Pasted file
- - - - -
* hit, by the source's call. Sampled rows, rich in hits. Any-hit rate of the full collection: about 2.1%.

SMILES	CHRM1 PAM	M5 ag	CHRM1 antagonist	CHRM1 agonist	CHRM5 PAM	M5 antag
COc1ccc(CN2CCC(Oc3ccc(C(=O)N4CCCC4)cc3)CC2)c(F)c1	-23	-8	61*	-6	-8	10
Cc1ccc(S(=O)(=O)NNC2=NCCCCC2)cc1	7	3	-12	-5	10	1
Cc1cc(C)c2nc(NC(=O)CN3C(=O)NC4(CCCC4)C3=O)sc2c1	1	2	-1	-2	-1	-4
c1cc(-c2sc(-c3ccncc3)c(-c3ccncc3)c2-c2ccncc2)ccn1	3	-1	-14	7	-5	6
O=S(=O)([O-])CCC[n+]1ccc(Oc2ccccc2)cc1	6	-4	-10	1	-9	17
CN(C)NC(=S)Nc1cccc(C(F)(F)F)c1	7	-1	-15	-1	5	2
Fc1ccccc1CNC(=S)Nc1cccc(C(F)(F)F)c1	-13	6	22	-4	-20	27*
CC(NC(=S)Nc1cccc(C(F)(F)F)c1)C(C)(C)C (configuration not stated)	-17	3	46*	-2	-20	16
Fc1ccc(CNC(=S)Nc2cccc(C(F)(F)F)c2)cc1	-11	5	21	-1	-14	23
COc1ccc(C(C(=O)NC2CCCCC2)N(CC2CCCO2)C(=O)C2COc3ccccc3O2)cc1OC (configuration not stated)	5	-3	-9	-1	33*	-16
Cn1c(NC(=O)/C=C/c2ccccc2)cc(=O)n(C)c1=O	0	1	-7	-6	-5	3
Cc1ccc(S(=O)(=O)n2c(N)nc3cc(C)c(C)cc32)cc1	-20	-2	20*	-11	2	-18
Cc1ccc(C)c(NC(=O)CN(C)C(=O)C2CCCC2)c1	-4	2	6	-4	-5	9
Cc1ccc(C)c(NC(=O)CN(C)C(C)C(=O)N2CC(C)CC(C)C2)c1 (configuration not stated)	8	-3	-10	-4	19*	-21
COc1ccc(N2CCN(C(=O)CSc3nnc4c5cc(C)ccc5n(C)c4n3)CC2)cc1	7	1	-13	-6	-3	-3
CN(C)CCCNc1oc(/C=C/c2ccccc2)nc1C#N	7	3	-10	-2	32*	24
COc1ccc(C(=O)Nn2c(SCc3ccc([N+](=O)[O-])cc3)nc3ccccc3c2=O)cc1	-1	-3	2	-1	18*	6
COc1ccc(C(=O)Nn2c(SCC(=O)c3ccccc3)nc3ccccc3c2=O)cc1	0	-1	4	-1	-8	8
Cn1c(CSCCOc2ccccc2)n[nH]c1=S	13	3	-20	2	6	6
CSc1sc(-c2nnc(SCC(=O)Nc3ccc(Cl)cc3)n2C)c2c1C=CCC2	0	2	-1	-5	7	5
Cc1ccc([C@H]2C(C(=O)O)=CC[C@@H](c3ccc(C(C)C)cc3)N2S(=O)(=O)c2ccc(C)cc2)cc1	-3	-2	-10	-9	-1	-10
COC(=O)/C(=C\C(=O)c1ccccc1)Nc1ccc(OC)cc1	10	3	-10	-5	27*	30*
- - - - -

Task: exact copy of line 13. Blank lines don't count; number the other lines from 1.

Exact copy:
Cn1c(NC(=O)/C=C/c2ccccc2)cc(=O)n(C)c1=O	0	1	-7	-6	-5	3